Fargo (1996)

By and large, the S&S voters tend to consolidate their votes around one film per iconic director. Sure, everybody loves Hitchcock, but over time critics have decided that Vertigo is his masterpiece, hence its current standing at No. 2 on the list. (By comparison, Akira Kurosawa is a beloved figure as well, but because some critics vote for Rashomon and some vote for Seven Samurai, he currently isn't in the Top 10 at all.) The Coen brothers will be one of those interesting cases going forward. Assuming they're still widely admired in the future, which one movie of theirs will voters champion? Fans might cite Blood Simple or Raising Arizona or Miller's Crossing or No Country for Old Men. But if the consolidation process happens, my hunch is that it will happen around Fargo. Many consider Fargo the beginning of their "mature" period, even though it combines black comedy with drama, and it's one of their most critically acclaimed. It's very possible No Country for Old Men might supplant it, but outside of The Godfather and The Godfather Part II, the voters usually don't favor Best Picture winners.


Breaking the Waves (1996)

What's important to remember about Sight & Sound's poll is that the magazine is simply asking voters for their picks for the "greatest" movies of all time. That doesn't mean "most adored"—if so, Casablanca would do a lot better than it does. No, the movies that end up in the Top 10, with the exception of a Singin' in the Rain, are often big, ambitious films that can be pretty divisive when they first come out. Vertigo, 2001 and 8 1/2 all have their detractors, but over time they've been embraced for their sheer audacity. So that's why I'm going with Lars von Trier's Breaking the Waves, although I fully acknowledge a lot of this movie's future standing will depend on how critics perceive von Trier in the upcoming decades. Yes, he's a loudmouth, but a lot of critics also think he's a genius. And outside of maybe Dogville, Breaking the Waves is his one movie that most proclaims itself A MAJOR FILM. Four people were willing to vote for it in 2002; more may join their ranks in 10 years' time.


Taste of Cherry (1997)

For decades, the Sight & Sound poll has been dominated by a small collection of universally admired foreign filmmakers: Bergman, Bresson, Godard, Fellini, Antonioni, Kurosawa, and so on. But while these directors are understandably celebrated, the voters' unwillingness to bring in newer artistic voices creates the impression that there aren't great international filmmakers anymore. Which isn't true at all when you consider Hou Hsiao-hsien, Wong Kar-wai, Jia Zhangke, Michael Haneke, and the late Edward Yang. The tricky thing with all these directors is that they either don't have just one official "masterpiece" or their best film might well have come after the '90s. (I have a feeling Yang's 2000 drama Yi Yi may make a major showing in this poll.) With all that said, my pick is from another foreign filmmaker who has several highlights in the decade. It's Iranian director Abbas Kiarostami's Taste of Cherry, which tells the simple story of a man (Homayoun Ershadi) driving through Tehran hoping to find someone who will bury his body after he commits suicide. You could make the case for several other Kiarostami films as well—like Close-Up, Through the Olive Trees and The Wind Will Carry Us—but this drama's measured pace, simple story, and universal themes echo those in past films beloved by voters, including Bicycle Thieves and Tokyo Story.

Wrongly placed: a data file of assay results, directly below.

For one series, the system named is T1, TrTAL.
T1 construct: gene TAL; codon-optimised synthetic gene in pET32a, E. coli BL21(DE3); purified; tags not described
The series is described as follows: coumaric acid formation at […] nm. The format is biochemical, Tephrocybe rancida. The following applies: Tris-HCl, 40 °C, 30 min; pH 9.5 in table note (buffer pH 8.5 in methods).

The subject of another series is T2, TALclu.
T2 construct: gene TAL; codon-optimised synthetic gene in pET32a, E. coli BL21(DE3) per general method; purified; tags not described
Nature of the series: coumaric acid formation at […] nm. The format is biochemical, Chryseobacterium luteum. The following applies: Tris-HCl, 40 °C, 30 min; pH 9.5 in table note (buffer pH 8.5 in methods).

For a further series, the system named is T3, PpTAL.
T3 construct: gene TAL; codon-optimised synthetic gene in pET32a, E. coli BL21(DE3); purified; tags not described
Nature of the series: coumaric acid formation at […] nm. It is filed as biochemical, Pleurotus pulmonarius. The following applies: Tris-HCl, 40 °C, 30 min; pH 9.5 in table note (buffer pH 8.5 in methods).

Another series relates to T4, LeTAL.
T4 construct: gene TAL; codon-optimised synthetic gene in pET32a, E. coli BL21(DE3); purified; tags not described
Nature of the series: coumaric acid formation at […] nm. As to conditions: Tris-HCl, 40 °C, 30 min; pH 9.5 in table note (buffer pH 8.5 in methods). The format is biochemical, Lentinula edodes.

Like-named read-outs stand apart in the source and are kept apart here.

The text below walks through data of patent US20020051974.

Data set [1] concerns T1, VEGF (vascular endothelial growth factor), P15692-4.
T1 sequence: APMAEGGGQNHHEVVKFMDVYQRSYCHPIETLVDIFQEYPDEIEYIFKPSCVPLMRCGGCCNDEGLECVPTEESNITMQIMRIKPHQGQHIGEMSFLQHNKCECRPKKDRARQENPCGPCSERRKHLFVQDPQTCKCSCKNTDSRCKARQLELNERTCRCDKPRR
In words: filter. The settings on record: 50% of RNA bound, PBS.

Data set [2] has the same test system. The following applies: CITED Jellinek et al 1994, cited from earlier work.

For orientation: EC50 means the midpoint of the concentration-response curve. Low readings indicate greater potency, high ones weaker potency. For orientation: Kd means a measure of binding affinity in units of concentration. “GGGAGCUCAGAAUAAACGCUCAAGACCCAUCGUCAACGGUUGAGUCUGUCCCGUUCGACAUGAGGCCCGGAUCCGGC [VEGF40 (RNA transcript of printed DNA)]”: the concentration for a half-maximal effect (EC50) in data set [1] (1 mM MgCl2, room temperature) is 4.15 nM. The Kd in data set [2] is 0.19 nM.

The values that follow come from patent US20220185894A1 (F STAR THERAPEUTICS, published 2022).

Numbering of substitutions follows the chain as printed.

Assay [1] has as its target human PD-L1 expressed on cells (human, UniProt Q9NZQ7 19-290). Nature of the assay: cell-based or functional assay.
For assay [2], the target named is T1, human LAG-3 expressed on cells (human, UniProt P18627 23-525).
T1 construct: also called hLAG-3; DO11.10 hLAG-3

Safe (1995)

Not to be confused with the recent Jason Statham film, Safe is the brilliant, unsettling character study from writer-director Todd Haynes about a housewife (played by Julianne Moore) living in the Valley who suddenly starts noticing that she's become allergic to, well, everything. The movie is part psychological horror film, part social commentary, and I admit I'm taking a major risk by including it. (Safe is the only one of my five picks that didn't get any votes in 2002.) But Haynes's reputation has risen since the 2002 poll thanks to Far From Heaven and I'm Not There. Safe topped The Village Voice's "Best of the '90s" poll, and its themes—environmental panic, gender inequality, the dangerous seductiveness of charismatic cult-like figures—are only getting more resonant as times goes on. If the voters want to go for a film that best expresses the anxiety of the modern age, they'd be hard-pressed to find a better choice from the '90s than this.

Grierson & Leitch is a regular column about the movies. Follow us on Twitter, @griersonleitch. Top image by Jim Cooke.